The power of Android was felt strongly at Droidcon India, the first-ever international Android conference in the country. The heavy turnout of Android lovers at Droidcon India, held in Bengaluru, shows the growing craze for the Android platform. The two-day conference had over 550 participants from different parts of the country. An increasing number of developers are also getting into the Android business in India.
Lectures and presentations made at the event took the audience through building a distribution from scratch to making robots with Android and Arduino, and designing mobile apps. The conference covered a range of topics like building well-designed apps, dealing with device diversity, performance optimisation, NFC, and usage in the enterprise.
Varun V, a software professional from Bengaluru who attended the event, said that he got many ideas after attending the technical sessions, apart from the opportunity to meet a lot of interesting people who work for Android and develop open source software. He said, “It was good to meet people working in other companies who share my enthusiasm for Android and have their way of innovation on the platform.”
Kiran Jonalagadda, founder of HasGeek, expressed his happiness about the development of Android into such a gigantic platform in India. He said, “We tend to believe that Android does not have a base in the Tier II cities of the country, which is incorrect. There is a lot of interest in Android in the Tier II cities. The Android app scene is yet to catch up in India, but the enterprise adoption of Android is the next big thing for the open source mobile operating system.”
Don’t be unfair to Android
Android is getting bigger, better and even more powerful in all parts of the world including India. Diogo Ferreira, a young hacker who turned up at the event believes that Android will power everythingfrom refrigerators and heaters to, of course, most of the mobile devices.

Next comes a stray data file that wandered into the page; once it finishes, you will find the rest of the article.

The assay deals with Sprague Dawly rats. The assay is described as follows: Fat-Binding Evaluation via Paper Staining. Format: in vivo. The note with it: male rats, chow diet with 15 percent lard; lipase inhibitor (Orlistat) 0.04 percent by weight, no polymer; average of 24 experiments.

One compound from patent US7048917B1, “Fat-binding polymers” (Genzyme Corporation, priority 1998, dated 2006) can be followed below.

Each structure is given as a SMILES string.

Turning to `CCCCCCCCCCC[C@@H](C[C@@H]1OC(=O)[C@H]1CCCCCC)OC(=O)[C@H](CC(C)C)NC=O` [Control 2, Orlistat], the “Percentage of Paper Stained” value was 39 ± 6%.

Ferreira believes that this open source mobile operating system will be ubiquitous, powering digital devices across the board. He said, “We’ll see it power everything … even cars, maybe.”
The sheer fact that Android is open source has convinced Ferreira that the platform has the potential to go places. He said that being open source, it can be adopted by anyone who wants to. “Those interested just need to take the code and modify it in the direction of their choice,” he says.
Ferreira, who is currently working on his Ph.D, is a known name in the Android world. He has developed apps and contributed significant amounts of code. He is a part of CyanogenMod team, which maintains a community version of Android. It is a distribution of Android that you can install in the device after you buy it. It offers features like private browsing, or something as simple as FM radio that a manufacturer may choose not to enable. He says that the beauty of CyanogenMod is its property of enabling customisation. It allows the developers to build what they want and use it on their device.
Commenting on the issue of Android dealing with the “hardware interface” and the perception that it is only for geeks, Ferreira said that it is unfair to make a comparison between low-end, slower-processing devices that run on Android with iPhone. If an iPhone is positioned against a high-end Android device, the latter is bound to be the clear winner, he believes. The issues with the user interface, he adds, are currently being addressed by Google and users can expect a huge improvement shortly.
Having said that, the young hacker believes that Android is one platform that can bridge the gap between the high-end and low-end devices. He said, “Even if we consider the notion that the Android performance is not to the optimum level, people who can’t afford an iPhone should be able to own a good device.”
Android gives them that choice.